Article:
DBS Checks and The Rest: What Background Checks You Need to Carry Out as an Employer

You may want to hire an employee straight away when you have a good feeling about them, get along well, and feel thoroughly impressed with their qualification and job history. You might feel as though you have found the perfect candidate; but what if they have a wealth of negative history that you wouldn’t otherwise know about, that could jeopardise the integrity of your business?

Recruitment checks mean that you can thoroughly vet a candidate to protect your business against any risky behaviour or criminal activity.

What Background Checks Should You Be Carrying Out, and What Do They All Mean?

It’s essential that employers use personnel checks during their recruitment process for those seeking new employment. There are a variety of checks which can be done, namely the following:

1. Basic DBS Check

A DBS check enables you, as an employer, to view any criminal convictions your applicant may have. A basic DBS check is the base way of viewing the applicant’s criminal record. This means you are able to make an informed choice regarding any unspent convictions or cautions the individual has.

2. Enhanced DBS Check

This is a more detailed way to check an applicant’s criminal record, and will offer a broader set of results regarding criminal behaviour. It will reveal both spent and unspent convictions on record, as well as cautions and warnings issued by the authorities, and allows a more generous look into what the local authorities hold on file regarding the applicant. This might be preferred if you wish to know of any warnings or serious behaviour the applicant has conducted, which may not be revealed on a basic DBS check.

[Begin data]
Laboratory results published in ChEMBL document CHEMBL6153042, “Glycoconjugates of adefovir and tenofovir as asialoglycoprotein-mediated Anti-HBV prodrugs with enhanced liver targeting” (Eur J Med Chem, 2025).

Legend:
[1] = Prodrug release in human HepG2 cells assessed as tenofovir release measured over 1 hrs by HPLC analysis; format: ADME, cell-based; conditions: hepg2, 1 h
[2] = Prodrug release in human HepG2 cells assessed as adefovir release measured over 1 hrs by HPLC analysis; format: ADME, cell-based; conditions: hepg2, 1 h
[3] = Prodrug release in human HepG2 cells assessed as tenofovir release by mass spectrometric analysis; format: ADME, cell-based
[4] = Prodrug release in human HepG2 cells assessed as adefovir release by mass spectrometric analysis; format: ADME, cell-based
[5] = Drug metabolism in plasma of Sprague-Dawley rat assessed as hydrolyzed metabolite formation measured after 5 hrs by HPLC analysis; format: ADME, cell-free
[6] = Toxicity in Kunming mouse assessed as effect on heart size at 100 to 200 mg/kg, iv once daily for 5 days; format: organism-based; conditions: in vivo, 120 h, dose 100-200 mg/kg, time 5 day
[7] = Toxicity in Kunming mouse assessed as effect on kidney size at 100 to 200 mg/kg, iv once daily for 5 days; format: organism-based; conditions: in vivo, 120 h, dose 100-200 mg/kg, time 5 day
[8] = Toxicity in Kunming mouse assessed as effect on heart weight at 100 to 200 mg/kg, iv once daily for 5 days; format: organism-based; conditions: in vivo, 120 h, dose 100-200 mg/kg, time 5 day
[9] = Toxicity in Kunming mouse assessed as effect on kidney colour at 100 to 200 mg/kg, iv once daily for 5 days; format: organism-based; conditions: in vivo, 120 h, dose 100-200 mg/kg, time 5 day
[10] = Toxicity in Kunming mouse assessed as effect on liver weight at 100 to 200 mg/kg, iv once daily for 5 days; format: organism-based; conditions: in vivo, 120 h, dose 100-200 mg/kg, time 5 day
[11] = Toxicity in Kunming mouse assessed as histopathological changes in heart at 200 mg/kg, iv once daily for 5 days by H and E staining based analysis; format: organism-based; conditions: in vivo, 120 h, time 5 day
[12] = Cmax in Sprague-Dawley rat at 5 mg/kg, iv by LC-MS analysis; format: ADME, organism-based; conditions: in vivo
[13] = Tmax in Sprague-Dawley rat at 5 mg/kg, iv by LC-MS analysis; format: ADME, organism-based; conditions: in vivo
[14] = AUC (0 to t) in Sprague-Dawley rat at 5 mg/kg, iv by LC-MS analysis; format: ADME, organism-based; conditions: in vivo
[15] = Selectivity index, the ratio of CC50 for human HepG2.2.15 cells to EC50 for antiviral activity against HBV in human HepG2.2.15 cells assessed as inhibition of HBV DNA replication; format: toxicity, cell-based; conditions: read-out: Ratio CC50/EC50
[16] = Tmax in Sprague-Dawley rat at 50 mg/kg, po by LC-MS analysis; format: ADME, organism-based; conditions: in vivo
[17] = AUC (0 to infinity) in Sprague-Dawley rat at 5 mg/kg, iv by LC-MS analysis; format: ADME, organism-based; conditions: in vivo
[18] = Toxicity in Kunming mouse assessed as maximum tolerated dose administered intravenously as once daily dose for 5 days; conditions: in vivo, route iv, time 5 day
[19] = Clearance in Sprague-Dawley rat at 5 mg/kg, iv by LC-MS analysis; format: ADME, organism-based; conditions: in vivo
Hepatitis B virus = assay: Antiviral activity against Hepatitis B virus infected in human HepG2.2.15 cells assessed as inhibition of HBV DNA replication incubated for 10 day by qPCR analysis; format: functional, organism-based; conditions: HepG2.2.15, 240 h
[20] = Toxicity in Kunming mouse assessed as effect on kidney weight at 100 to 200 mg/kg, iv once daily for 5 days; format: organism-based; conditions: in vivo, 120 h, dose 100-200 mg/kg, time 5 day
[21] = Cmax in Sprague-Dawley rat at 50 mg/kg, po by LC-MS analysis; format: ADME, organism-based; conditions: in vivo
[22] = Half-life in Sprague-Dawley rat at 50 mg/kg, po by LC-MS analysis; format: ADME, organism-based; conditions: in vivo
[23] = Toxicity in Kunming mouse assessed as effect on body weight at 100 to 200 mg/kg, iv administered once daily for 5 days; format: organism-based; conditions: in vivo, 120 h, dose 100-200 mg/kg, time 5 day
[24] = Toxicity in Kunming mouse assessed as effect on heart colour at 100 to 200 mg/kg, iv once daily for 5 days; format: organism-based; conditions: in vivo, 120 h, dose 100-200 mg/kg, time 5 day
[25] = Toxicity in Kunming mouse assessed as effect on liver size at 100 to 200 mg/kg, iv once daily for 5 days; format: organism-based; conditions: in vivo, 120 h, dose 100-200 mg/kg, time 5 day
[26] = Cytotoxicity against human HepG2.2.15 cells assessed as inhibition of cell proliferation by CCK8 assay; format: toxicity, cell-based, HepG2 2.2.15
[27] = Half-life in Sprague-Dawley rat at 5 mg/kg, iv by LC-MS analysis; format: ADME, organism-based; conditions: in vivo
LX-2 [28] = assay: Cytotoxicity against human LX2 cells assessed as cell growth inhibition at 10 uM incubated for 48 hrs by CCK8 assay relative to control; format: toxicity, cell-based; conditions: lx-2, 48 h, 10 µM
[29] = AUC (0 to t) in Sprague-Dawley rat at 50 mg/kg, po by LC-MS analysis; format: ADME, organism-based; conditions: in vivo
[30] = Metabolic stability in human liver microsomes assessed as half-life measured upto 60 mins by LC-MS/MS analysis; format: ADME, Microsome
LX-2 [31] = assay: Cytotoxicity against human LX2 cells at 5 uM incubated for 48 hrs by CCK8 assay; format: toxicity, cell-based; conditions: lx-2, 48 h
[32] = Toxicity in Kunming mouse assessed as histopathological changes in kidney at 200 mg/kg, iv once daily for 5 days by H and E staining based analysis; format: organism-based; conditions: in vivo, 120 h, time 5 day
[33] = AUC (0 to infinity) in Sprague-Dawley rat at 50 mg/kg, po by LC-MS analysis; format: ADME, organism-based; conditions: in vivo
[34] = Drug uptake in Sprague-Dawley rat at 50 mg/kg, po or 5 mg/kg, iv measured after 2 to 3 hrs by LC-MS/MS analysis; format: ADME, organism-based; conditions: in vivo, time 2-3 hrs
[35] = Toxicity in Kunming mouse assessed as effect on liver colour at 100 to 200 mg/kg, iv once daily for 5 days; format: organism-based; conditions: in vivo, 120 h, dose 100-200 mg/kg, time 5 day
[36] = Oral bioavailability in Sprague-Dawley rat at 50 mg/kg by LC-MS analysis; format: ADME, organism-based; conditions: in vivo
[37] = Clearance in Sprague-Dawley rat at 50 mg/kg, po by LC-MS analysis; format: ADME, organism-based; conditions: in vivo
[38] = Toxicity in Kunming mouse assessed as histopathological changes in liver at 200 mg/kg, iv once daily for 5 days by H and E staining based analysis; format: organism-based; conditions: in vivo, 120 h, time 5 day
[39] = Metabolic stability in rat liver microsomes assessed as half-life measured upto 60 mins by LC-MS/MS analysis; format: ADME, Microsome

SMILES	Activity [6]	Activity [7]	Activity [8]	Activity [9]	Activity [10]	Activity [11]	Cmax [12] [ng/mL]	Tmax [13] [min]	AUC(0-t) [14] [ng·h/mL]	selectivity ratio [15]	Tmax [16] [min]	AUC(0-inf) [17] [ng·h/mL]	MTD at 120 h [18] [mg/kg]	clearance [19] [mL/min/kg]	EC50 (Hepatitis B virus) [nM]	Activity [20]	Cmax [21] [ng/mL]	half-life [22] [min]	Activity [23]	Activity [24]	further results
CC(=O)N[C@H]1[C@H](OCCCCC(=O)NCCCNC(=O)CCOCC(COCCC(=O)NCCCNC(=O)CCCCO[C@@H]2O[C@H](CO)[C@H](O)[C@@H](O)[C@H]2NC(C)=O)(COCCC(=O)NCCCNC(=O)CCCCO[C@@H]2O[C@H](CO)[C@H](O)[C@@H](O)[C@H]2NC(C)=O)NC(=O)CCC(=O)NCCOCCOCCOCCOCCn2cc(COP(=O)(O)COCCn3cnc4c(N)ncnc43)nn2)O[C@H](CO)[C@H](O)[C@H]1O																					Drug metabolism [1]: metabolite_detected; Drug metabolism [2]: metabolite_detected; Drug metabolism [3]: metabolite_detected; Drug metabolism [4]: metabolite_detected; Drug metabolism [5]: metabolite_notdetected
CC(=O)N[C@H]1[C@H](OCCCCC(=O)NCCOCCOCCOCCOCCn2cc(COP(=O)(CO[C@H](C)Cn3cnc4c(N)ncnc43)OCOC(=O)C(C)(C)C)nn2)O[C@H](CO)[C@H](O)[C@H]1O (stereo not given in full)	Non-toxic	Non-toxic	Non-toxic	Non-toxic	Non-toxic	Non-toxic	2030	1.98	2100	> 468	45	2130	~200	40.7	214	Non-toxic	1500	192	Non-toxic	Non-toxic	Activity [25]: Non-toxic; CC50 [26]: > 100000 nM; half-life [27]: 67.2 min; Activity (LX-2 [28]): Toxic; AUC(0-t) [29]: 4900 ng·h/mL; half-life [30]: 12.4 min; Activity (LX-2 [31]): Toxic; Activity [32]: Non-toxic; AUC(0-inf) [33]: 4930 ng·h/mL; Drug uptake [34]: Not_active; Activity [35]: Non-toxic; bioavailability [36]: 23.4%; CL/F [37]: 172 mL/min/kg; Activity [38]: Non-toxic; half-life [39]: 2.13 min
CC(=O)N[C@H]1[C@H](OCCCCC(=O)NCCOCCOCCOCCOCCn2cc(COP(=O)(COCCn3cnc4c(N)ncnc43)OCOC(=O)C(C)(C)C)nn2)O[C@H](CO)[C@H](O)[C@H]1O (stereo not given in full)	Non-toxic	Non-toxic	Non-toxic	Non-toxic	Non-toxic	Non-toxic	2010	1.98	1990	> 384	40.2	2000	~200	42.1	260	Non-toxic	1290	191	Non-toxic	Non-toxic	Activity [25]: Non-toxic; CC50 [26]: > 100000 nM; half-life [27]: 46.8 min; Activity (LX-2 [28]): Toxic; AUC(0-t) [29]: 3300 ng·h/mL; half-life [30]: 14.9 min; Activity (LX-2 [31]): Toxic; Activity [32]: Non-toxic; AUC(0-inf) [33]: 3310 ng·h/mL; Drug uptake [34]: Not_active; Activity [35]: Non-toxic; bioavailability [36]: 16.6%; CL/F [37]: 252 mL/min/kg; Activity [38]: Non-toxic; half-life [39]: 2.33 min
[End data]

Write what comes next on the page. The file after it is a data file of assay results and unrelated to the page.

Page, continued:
3. DVLA Check

This is essential if you are hiring an employee who will drive as part of their job. A DVLA check means you can confirm that they have a valid license and that they will be suitable for safe and reliable driving within your business.

4. The Right to Work

You need to know whether your applicant has the valid documentation – for example, a passport or visa – that proves they have the right to work in the UK for the amount of time you need them to.

5. Identity Check

This enables an employer to check personal information against secure databases to substantiate that an individual’s identity is genuine.

6. Adverse Credit

This involves checking an applicant’s credit history for any financial concerns. This can be valuable for those employers needing a person to handle cash or valuables.

The Importance of Recruitment Checks

While the application process and interview stages are important and successful ways of meeting an applicant and judging their character, there is a lot that can be hidden by an individual. You are taking a person at face value, and although their credentials and CV may be impressive, and the initial meeting a success, you will never truly know as an employer what an individual is choosing to withhold in regards to criminal background.

Of course, in the category of identity, you also need to be sure that an individual is who they say they are.

In summary, this list of checks combined means you can rest easy knowing that you are hiring a trustworthy individual, who has the right to work in the country, is exactly who they say they are and doesn’t have any convictions which would go against the ethos of your business.